In an era of increasing workplace pressure, a new book by Harvard Business School professor Leslie A. Perlow encourages companies to create policies that allow employees to break the 24/7 work habit.
In “Sleeping with Your Smartphone,” which will be released later this month, Perlow addresses the harmful effects of a work culture that requires employees to respond to work demands at home, during weekends, and on vacation. Through a survey of over one thousand managers and professionals, Perlow found that 26 percent slept with a smartphone, while 70 percent checked their smartphone within an hour of waking up each day.
According to Perlow, career pressures often keep individuals tethered to their mobile devices, even if the work itself is not urgent.
“You can turn off, but that doesn’t mean that everybody else turns off,” she said.
Though Perlow acknowledges that institutional change is a large-scale endeavor, she said she believes that work habits can evolve if company employees make little improvements within small teams.
“We have tremendous power as a team to take ownership of our work time and make a difference along the way,” Perlow said. “My message is that you, on your team, tomorrow, can make a difference.”
“Sleeping with Your Smartphone” centers around a 2007 experiment that Perlow conducted on a small team of Boston Consulting Group employees. Team members were each assigned specific nights to be “off” from work, in which they were not expected to respond to their smartphones or email.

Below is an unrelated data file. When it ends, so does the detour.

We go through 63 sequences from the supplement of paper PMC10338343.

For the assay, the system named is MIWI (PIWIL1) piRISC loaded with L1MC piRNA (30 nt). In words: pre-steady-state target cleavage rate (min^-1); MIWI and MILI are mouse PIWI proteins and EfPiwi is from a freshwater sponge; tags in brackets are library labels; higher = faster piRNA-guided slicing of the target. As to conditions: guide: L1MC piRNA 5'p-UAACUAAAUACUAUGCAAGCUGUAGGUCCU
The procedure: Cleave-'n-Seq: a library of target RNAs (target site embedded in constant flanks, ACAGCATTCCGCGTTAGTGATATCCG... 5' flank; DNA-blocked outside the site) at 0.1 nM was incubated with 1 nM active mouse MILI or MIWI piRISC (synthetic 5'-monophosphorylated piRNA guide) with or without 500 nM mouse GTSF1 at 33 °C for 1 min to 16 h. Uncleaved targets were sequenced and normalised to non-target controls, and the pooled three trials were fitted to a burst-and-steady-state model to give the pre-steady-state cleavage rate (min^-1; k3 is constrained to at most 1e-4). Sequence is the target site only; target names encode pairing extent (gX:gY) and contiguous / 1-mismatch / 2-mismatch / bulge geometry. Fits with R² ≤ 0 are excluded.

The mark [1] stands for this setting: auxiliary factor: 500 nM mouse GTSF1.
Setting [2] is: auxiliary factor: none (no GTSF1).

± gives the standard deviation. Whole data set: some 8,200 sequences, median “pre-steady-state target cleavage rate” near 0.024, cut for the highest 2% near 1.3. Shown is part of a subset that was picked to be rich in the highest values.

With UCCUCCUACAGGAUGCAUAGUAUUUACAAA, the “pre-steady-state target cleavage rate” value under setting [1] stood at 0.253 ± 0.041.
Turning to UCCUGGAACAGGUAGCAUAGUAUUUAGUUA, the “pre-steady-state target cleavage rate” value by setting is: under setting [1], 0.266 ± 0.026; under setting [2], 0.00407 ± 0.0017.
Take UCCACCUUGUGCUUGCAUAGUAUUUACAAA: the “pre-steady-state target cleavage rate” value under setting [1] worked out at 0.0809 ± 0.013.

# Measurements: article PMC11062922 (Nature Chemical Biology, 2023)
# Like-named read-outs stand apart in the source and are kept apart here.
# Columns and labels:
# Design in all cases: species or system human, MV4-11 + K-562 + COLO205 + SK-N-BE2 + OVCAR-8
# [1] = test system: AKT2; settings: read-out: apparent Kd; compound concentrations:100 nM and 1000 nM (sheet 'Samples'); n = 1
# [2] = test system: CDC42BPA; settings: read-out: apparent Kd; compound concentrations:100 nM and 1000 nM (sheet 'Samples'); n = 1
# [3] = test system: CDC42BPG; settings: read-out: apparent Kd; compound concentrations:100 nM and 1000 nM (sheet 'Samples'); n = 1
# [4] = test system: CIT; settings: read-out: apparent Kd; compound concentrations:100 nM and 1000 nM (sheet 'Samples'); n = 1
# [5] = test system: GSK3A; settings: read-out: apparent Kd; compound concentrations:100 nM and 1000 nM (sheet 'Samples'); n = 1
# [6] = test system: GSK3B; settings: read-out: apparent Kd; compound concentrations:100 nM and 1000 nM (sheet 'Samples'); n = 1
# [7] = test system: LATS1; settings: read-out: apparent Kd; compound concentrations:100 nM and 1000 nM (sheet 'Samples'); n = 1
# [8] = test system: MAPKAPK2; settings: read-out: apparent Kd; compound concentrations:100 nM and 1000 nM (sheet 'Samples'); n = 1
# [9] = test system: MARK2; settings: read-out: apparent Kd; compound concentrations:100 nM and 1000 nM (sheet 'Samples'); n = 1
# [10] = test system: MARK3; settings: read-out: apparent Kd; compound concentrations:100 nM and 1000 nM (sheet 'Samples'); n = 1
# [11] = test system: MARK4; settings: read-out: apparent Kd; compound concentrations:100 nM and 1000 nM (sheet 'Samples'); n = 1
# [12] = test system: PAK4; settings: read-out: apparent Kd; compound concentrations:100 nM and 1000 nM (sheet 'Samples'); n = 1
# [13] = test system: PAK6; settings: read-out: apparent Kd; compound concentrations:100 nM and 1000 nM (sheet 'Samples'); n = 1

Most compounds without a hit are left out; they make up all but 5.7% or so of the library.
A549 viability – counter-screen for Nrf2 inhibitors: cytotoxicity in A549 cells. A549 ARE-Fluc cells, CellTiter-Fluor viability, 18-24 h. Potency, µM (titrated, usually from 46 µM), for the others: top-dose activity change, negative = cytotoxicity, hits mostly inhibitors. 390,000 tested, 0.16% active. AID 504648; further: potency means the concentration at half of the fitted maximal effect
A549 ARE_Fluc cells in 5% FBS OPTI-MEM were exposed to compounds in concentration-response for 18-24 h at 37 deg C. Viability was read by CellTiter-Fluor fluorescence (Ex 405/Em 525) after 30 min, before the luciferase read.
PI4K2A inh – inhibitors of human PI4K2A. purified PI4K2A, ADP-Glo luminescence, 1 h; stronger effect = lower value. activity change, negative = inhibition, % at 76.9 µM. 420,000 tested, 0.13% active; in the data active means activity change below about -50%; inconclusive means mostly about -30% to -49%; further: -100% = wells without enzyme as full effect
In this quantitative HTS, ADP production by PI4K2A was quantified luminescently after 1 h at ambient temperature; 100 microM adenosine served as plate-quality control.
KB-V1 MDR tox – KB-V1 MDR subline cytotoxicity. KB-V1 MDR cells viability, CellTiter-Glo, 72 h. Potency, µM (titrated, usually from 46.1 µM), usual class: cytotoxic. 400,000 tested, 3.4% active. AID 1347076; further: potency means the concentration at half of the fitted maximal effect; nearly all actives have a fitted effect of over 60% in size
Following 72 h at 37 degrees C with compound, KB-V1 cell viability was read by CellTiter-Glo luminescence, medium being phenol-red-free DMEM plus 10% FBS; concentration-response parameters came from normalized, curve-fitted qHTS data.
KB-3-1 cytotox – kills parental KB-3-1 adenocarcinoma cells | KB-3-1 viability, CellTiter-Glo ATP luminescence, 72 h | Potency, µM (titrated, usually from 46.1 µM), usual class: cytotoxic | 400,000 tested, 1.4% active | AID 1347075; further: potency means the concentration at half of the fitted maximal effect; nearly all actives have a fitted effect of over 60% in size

The employees also engaged in weekly discussions about changes that they observed in their productivity and satisfaction.
According to Deborah N. Lovich, who managed this first team that collaborated with Perlow, employees involved in the experiment were 75 percent more likely to report envisioning themselves at BCG for the long-term.
“We found that people who were working in this new way were happier on every dimension of job satisfaction,” Lovich said.
She continued that employees within teams learned to prioritize their work and gained more control over their personal lives—leading to a more enjoyable work experience. Since Perlow’s first experiment, the team-building initiative has grown within BCG and is now being implemented within their offices in Boston, New York, Washington D.C., Chicago, and London, according to Lovich.
“It was really quite viral,” Lovich said. “In 2007, I did the first experiment with my own team; by the end of this year, this will be something in place in most of BCG’s offices around the world.”
Lovich, who is now the head of consulting and business services at BCG’s Boston office, said that Perlow’s recommendations have helped the company retain its key staff. She added that she expects more companies to embrace Perlow’s strategy for achieving a better work-life balance.
“This is rolling out of BCG because it works, and I suspect it’ll go elsewhere,” Lovich said.
—Staff writer Brian C. Zhang can be reached at firstname.lastname@example.org.
This article has been revised to reflect the following clarification:
An earlier version of this article referred to Deborah N. Lovich as the head of consulting and business services at Boston Consulting Group. In fact, Lovich is in charge of consulting and business services at the consulting firm’s Boston office.